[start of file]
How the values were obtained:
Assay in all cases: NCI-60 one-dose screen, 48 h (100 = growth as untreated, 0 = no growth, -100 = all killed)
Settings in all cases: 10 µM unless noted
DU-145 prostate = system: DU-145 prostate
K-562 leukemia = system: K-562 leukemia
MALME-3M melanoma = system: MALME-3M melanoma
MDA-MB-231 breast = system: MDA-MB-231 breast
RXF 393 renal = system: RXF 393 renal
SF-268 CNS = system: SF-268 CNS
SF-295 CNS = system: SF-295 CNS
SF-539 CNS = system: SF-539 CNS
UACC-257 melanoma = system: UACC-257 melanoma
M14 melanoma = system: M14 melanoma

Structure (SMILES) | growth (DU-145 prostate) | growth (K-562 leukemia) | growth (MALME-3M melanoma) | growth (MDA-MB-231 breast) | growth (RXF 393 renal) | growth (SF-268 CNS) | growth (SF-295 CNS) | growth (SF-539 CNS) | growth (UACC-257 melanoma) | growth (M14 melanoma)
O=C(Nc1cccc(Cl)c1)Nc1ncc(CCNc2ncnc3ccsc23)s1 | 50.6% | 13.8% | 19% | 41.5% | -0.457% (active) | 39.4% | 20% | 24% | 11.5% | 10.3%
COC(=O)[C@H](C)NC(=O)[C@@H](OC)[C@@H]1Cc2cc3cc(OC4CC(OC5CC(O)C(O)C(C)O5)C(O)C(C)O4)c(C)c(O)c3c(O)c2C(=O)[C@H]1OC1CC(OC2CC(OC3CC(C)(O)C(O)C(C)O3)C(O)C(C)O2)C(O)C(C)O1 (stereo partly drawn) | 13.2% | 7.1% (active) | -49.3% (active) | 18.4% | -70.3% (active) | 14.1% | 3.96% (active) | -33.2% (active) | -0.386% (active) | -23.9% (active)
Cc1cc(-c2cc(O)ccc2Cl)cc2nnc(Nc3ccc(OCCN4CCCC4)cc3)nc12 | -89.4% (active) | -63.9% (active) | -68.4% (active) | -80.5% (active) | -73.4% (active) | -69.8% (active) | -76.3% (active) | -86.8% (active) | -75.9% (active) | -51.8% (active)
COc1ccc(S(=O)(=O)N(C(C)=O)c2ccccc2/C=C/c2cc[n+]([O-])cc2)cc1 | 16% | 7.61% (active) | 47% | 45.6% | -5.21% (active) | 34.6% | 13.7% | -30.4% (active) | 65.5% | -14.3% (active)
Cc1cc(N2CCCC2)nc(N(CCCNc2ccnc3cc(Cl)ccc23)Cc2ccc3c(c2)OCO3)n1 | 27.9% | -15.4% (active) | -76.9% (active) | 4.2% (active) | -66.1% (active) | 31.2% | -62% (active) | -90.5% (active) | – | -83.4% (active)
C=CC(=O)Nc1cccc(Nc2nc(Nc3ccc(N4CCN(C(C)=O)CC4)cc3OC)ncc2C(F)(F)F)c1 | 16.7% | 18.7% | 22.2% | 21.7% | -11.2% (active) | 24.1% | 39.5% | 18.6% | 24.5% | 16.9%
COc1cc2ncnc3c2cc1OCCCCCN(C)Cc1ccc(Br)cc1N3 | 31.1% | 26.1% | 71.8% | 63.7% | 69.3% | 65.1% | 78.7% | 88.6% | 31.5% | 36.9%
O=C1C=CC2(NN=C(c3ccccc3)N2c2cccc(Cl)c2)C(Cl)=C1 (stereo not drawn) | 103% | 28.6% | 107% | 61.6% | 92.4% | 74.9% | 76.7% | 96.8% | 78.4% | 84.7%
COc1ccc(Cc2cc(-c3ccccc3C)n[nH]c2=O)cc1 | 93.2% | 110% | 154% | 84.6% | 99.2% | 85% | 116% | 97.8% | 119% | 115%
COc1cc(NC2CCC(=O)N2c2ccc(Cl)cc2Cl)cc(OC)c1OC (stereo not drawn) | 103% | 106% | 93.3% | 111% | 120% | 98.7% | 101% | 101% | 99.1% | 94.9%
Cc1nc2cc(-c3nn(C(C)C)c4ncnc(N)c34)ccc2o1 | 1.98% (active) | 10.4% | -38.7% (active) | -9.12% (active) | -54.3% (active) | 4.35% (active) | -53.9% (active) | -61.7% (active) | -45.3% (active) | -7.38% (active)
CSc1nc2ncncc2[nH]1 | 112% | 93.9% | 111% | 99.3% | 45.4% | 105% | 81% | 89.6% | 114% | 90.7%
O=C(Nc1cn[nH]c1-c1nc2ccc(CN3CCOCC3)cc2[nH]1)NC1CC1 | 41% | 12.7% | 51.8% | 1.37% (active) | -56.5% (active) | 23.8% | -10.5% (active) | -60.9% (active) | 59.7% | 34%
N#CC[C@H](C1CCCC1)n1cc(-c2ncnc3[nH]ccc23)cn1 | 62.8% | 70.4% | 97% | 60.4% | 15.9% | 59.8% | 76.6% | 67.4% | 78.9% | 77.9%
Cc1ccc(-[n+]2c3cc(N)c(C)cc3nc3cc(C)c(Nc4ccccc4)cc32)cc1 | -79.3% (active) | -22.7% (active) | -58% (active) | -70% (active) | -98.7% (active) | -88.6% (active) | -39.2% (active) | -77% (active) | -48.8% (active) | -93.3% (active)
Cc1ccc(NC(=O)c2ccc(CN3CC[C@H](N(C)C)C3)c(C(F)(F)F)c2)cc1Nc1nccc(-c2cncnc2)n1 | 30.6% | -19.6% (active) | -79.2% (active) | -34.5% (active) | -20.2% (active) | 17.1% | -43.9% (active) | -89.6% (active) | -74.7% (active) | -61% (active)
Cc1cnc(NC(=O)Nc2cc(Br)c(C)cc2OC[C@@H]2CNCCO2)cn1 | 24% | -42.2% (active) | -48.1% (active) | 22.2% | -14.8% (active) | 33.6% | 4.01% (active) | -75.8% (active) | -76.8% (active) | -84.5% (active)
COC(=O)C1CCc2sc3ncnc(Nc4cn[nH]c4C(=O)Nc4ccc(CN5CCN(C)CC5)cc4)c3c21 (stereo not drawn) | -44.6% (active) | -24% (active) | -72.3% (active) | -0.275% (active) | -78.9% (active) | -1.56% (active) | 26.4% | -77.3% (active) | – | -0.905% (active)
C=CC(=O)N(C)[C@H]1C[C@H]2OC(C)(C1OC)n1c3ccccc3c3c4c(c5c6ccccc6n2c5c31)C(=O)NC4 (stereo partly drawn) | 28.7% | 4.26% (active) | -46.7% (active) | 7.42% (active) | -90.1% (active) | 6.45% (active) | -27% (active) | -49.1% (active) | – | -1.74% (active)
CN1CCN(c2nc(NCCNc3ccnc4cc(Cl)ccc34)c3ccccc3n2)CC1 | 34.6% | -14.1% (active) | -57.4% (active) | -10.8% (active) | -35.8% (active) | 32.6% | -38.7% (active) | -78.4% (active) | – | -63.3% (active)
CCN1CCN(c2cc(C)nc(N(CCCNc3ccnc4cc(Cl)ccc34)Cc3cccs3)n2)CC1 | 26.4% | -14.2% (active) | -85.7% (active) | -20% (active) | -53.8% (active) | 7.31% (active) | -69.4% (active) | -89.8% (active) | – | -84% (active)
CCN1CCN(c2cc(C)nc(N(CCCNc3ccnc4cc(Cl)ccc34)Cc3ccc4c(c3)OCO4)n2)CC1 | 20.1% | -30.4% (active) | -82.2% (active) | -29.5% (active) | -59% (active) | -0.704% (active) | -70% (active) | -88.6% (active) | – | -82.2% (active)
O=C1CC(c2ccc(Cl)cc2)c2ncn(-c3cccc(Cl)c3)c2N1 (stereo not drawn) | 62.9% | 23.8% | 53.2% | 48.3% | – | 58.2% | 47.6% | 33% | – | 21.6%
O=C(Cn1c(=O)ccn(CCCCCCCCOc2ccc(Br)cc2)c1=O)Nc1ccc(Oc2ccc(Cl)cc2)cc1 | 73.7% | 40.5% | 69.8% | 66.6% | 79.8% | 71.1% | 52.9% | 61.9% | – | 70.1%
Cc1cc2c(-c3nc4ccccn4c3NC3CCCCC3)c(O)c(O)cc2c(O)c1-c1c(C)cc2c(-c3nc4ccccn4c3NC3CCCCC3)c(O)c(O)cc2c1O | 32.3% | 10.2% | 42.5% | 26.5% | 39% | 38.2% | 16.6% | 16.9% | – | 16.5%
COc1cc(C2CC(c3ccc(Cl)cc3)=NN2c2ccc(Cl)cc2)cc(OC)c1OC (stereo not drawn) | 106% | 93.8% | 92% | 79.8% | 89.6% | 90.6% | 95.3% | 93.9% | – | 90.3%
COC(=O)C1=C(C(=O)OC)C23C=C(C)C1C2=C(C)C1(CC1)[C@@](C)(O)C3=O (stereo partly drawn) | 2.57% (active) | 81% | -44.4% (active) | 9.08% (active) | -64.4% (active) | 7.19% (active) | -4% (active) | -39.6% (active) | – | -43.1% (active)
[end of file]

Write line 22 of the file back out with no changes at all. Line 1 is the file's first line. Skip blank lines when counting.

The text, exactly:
O=C1C=CC2(NN=C(c3ccccc3)N2c2cccc(Cl)c2)C(Cl)=C1 (stereo not drawn) | 103% | 28.6% | 107% | 61.6% | 92.4% | 74.9% | 76.7% | 96.8% | 78.4% | 84.7%